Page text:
Former dean of Humanities suspected of fraud
Dark times for Tilburg University, as allegations of fraud are made about Arie de Ruijter, former dean and professor at Tilburg University.
Between 2007 and 2015, the time of his alleged fraud, De Ruijter was dean of the school of Humanities and supervisor of many dissertations. Because of the large amount of workload, De Ruijter was granted a budget to pay for external help with the dissertations. Rather, this budget seems to have gone to a beauty salon in hands of his niece’s partner. When suspicions were raised within the faculty, De Ruijter took on a second external company: Thoben Research & Consult, his nephew’s company.
On Saturday February 18th, Dutch radioprogramme Argos interviewed both De Ruijter and executive board president Koen Becking, who remains reluctant to confirm that the allegations are indeed about De Ruijter. Here, De Ruijter regards the involvement of his family completely irrelevant. “What matters is their expertise. That expertise has been proven by the success of the dissertations that were supervised.” Luckily for the PhD-students, Koen Becking reports that the scientific validity of the dissertations has indeed proven to be unharmed by the accusations.
However, more peculiarities arise in the course of the interview. It turns out that one of the reasons De Ruijter needed budget for external help in the first place, might have been the fact that he had two other jobs next to his position as a dean at Tilburg University. In 2013, De Ruijter accepted a fulltime job at the Dutch NGO NCDO, where he received over 168.000, which exceeds the maximum salary. In addition to that, he filled a position at the Police Academy and did some consultancy projects on the side. Though employees are officially obliged to report such additional positions to the university, Becking pleads to never have agreed to the extra positions: “In my period as president of the executive board, I have not granted permission for that. We don’t allow for people to have double or even triple the workload they’re supposed to have.”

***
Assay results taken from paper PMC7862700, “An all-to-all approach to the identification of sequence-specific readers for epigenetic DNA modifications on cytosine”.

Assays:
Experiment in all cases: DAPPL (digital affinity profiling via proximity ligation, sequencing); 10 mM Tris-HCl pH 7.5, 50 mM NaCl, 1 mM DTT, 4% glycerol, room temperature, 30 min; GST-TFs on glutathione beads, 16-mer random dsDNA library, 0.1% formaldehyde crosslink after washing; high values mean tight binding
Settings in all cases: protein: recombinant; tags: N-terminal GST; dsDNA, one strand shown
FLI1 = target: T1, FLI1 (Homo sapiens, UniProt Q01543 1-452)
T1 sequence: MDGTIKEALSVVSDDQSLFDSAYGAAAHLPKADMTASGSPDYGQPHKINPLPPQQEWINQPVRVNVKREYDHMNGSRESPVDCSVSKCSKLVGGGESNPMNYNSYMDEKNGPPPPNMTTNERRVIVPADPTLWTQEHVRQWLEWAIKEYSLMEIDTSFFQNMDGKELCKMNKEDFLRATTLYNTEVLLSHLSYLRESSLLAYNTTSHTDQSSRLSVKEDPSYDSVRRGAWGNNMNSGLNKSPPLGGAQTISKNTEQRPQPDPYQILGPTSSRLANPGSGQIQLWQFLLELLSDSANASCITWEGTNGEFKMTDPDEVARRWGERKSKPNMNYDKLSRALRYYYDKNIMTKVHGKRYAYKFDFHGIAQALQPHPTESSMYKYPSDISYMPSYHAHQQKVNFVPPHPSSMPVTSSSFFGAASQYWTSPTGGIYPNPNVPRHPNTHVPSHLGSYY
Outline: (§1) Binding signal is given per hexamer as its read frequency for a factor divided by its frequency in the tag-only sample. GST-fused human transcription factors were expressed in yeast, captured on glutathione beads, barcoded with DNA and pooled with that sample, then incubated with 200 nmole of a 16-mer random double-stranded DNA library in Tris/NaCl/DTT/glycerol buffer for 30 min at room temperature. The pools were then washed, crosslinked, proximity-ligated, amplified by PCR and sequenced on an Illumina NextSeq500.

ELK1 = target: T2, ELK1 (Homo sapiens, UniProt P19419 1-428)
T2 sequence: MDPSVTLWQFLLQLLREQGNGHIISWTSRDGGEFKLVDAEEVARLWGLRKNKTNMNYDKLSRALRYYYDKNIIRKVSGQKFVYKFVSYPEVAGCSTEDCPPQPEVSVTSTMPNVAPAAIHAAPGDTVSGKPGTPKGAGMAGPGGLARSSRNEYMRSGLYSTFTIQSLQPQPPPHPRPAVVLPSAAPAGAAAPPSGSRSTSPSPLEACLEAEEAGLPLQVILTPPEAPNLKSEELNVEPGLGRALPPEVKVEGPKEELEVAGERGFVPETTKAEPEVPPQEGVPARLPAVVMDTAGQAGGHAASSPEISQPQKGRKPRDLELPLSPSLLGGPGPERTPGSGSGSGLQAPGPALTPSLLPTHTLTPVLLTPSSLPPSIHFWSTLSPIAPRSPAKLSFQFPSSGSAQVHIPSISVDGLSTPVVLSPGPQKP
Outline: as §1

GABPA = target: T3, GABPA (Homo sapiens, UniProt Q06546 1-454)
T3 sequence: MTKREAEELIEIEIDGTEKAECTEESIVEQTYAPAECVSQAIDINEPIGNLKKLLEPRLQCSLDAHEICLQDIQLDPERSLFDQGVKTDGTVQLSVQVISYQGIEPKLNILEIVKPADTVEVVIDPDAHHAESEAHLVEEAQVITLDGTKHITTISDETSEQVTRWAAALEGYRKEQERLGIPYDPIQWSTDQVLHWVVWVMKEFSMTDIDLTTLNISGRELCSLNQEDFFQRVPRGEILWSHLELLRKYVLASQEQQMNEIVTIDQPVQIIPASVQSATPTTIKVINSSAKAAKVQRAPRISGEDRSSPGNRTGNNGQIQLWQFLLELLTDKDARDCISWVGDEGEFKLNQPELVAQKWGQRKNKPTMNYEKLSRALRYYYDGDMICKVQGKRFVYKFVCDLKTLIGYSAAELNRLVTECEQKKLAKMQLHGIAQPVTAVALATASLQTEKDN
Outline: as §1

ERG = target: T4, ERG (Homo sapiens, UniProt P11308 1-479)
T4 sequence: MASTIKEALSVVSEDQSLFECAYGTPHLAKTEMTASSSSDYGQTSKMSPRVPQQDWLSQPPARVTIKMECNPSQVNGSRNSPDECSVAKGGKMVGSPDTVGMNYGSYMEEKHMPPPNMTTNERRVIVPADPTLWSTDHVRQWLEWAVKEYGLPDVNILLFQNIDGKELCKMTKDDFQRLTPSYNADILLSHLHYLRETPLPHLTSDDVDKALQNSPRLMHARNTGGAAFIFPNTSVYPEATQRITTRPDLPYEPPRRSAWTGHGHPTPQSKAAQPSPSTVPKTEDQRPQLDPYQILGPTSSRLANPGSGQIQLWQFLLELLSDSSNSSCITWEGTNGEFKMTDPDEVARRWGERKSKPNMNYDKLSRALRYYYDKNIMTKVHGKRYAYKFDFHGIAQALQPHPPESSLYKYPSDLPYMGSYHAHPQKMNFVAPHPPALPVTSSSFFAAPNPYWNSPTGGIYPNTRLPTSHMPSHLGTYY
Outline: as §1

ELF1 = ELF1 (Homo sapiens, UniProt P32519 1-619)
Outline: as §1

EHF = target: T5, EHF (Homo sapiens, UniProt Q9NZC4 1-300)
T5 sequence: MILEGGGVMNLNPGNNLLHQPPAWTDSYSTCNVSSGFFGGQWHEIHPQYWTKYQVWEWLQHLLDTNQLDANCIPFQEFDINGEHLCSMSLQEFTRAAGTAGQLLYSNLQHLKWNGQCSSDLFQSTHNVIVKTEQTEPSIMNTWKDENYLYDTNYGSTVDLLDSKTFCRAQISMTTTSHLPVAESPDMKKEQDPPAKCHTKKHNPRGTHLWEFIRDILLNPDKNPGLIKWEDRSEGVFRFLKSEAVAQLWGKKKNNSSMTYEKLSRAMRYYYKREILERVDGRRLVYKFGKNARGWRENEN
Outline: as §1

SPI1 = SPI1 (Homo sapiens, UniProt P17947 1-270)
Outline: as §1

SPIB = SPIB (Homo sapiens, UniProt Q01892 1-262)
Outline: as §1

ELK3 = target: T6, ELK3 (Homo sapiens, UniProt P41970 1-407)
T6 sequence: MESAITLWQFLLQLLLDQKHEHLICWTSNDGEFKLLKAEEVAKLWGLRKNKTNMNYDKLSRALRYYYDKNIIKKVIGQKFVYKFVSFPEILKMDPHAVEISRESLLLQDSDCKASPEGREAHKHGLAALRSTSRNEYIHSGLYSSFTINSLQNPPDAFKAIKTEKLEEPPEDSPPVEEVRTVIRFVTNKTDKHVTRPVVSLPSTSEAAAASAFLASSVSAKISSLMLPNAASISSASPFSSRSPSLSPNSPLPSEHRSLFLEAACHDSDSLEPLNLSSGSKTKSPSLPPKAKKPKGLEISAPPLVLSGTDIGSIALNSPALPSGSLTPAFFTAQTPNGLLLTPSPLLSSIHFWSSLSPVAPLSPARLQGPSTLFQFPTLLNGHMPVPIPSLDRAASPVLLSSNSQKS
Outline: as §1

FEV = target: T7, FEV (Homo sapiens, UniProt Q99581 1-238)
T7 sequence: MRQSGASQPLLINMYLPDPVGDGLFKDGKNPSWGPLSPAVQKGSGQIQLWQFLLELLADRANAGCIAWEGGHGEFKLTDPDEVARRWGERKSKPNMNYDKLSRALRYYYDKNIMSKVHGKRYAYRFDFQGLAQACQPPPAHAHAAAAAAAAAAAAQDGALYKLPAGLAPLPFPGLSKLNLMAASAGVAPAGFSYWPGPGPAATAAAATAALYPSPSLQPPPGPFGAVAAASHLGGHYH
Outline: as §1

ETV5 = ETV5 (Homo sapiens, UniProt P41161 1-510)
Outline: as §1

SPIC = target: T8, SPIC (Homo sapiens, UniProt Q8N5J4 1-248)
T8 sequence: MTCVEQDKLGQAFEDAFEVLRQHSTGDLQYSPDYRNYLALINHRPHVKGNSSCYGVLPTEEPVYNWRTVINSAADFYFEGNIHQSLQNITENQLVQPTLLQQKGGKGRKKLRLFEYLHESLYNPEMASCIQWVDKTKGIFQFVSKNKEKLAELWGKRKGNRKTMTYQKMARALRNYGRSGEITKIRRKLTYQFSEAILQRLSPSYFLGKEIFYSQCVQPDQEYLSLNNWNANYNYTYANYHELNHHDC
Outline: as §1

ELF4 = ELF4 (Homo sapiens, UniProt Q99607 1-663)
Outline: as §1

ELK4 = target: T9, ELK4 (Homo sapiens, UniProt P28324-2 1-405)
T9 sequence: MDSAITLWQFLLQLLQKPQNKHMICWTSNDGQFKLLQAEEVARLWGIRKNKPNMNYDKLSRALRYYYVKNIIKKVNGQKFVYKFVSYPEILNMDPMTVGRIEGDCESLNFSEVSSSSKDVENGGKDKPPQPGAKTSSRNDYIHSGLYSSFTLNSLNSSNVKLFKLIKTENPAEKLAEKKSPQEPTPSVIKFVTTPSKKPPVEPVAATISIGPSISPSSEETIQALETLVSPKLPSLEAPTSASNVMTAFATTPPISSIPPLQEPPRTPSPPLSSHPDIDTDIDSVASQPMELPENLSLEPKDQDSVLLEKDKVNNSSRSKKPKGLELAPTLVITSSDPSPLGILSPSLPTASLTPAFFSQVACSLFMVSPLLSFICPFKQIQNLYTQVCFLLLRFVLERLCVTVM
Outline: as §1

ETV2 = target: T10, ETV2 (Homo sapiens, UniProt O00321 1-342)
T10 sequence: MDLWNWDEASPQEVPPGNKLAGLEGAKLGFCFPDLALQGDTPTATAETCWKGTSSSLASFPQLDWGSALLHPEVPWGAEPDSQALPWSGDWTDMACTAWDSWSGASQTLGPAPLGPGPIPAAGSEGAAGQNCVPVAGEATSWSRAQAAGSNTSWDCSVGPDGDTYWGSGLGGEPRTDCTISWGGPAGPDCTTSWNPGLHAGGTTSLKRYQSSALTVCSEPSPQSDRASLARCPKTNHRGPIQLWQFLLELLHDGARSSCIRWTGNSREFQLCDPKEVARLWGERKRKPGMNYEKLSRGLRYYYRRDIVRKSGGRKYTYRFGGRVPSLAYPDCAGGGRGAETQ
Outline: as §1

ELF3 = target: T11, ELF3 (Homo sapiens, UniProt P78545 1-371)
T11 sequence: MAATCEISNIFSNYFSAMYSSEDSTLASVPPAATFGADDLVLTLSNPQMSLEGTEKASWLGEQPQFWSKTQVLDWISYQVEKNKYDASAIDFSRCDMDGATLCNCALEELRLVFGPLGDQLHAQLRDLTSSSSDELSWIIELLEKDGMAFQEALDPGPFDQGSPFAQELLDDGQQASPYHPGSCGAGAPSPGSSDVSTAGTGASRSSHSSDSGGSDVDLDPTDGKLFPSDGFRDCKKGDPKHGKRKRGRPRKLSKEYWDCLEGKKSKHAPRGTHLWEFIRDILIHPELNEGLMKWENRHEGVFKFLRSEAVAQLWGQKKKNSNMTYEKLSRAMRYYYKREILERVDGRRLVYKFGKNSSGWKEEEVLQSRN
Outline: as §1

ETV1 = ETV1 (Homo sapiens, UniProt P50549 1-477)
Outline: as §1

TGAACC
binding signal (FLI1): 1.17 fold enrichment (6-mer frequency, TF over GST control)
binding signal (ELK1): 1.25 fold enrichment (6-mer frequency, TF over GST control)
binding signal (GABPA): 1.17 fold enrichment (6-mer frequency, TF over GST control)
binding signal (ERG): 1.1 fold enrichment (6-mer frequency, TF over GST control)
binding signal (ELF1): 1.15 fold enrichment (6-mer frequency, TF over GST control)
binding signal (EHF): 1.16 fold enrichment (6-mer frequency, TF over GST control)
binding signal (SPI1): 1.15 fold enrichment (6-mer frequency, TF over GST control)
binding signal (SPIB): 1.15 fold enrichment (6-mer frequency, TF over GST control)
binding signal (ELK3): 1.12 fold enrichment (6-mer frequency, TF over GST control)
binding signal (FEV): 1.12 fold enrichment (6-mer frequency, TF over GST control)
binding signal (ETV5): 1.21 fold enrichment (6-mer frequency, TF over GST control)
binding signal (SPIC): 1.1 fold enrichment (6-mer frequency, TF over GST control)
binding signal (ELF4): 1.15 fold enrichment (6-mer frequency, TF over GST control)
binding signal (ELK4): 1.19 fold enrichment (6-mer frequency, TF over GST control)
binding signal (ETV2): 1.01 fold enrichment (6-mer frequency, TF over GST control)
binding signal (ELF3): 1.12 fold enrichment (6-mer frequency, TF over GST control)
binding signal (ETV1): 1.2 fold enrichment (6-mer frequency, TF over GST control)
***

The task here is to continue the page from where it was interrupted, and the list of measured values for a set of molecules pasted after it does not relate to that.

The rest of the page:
De Ruijter himself doesn’t seem to see the harm in his actions. He feels he deserves more credit for working 168-hour weeks and earning the university tons of money, since it received 90.000 euros per dissertation. The fact that a third of this money was paid to the two external companies seems completely justified to De Ruijter, since the beauty salon has been of great help in finding literature.
His self-acclaimed hard work did not go unnoticed by his former colleagues. “I know De Ruijter as very active and qualified.” Professor Paul van Sesten from the faculty of Law says. “He has terrific governing abilities. The whole incident is tragic for him as well as the university. The way I see it, there are only victims in this situation, and above all, great questions. How could something like this have happened?”
Professor in sociology Peter Achterberg regrets the situation as well. “It is deeply regretful to see something we have worked so hard to build up be torn down by one negatively depicted event about a possibly fraudulent professor.”
One of De Ruijters former PhDs has never noticed anything of possibly fraudulent events. “I received good help. De Ruijter himself supervised my dissertation, without making use of any external help.”